The American Academy of Otolaryngology-Head and Neck Surgery Foundation (AAO-HNSF) has published a supplement to this issue featuring the new Clinical Practice Guideline: Bell’s Palsy.The guideline is intended for clinicians in any setting who are likely to diagnose and manage patients with Bell’s palsy, the most common single nerve disorder, usually associated with facial paralysis.The purpose of the guideline is to improve the accuracy of diagnosis for Bell’s palsy, to improve the quality of care and outcomes for patients with Bell’s palsy, and to decrease harmful variations in the evaluation and management of Bell’s palsy.
Risk factors for Bell’s palsy include
- Severe preeclampsia
- Hypertension and chronic hypertension
- Upper respiratory ailments
1.Patient history and physical examination:
- Clinicians should assess the patient using history and physical examination to exclude identifiable causes of facial paresis or paralysis in patients presenting with acute onset unilateral facial paresis or paralysis.
- Clinicians should not obtain routine laboratory testing in patients with new-onset Bell’s palsy
- Clinicians should not routinely perform diagnostic imaging for patients with new-onset Bell’s palsy.
- Clinicians should be prescribed within 72 hours of symptom onset for Bell’s palsy patients 16 years and older.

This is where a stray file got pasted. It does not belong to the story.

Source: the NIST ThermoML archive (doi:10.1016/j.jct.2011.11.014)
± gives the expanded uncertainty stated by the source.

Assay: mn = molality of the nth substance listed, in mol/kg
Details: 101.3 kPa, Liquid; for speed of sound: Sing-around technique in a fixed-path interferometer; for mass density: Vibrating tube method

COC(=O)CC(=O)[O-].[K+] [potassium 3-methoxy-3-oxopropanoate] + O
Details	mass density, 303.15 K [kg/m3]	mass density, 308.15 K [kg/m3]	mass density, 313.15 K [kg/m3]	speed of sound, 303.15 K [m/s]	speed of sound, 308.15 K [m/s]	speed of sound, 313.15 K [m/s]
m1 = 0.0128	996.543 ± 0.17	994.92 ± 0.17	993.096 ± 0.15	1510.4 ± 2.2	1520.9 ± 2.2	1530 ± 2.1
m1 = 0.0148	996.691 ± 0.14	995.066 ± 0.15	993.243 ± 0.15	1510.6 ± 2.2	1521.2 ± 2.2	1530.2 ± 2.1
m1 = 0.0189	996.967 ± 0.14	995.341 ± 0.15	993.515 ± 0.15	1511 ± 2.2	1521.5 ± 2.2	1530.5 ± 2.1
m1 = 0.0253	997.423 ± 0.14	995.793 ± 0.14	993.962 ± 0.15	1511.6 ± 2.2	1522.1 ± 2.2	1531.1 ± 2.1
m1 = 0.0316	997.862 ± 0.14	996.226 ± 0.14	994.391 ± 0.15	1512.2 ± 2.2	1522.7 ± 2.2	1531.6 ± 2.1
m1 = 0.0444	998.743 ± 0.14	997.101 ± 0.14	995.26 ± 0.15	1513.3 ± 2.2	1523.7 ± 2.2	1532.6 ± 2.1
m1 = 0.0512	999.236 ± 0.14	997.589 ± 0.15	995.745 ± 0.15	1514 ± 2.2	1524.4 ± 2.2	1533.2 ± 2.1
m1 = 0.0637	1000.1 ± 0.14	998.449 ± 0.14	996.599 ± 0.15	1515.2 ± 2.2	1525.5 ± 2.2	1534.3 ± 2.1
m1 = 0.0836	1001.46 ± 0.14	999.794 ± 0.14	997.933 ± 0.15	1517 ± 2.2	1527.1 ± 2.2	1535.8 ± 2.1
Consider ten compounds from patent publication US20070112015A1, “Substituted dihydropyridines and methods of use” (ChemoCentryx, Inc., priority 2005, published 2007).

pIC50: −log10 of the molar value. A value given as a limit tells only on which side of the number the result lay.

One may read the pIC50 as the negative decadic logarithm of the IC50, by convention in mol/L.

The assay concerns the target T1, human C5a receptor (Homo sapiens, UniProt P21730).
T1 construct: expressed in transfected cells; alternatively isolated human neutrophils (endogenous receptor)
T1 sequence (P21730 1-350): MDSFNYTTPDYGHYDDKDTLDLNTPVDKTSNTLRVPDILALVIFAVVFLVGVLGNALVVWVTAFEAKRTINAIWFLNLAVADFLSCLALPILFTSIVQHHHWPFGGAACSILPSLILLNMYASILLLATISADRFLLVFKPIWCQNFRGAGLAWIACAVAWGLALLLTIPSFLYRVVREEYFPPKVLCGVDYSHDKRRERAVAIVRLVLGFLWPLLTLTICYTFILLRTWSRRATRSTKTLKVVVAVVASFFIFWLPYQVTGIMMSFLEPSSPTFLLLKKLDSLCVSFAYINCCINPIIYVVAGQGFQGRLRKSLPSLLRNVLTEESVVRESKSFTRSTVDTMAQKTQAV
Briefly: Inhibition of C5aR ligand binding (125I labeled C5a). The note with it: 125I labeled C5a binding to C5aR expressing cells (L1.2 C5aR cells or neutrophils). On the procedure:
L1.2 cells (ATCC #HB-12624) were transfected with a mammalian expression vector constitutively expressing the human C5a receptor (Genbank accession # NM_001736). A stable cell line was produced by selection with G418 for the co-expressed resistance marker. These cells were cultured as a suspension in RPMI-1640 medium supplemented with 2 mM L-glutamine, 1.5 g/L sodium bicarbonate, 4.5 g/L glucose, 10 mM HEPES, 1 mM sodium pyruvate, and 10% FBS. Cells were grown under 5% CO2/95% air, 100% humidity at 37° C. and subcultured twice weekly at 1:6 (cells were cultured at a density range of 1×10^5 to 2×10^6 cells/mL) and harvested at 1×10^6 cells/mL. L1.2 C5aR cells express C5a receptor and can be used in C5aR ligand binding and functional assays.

- Monotherapy: Clinicians should not prescribe oral antiviral therapy alone for patients with new-onset Bell’s palsy.
- Combination antiviral therapy: Clinicians may offer oral antiviral therapy in addition to oral steroids within 72 hours of symptom onset for patients with Bell’s palsy.
- Clinicians should implement eye protection for Bell’s palsy patients with impaired eye closure.
- In patients with incomplete paralysis: Clinicians should not perform electrodiagnostic testing in Bell’s palsy patients with incomplete facial paralysis.
- In patients with complete paralysis: Clinicians may offer electrodiagnostic testing to Bell’s palsy patients with complete facial paralysis.
- No recommendation can be made regarding surgical decompression for Bell’s palsy patients.
- No recommendation can be made regarding the effect of acupuncture in Bell’s palsy patients.
- No recommendation can be made regarding the effect of physical therapy in Bell’s palsy patients.
Clinicians should reassess or refer to a facial nerve specialist those Bell’s palsy patients with
- new or worsening neurologic findings at any point,
- ocular symptoms developing at any point, or
- incomplete facial recovery 3 months after initial symptom onset.
This guideline does not focus on facial paresis/paralysis due to neoplasms, trauma, congenital or syndromic problems, specific infectious agents, or postsurgical facial paresis or paralysis, nor does it address recurrent facial paresis/paralysis.
For more details click on the link: http://www.entnet.org/content/clinical-practice-guideline-bells-palsy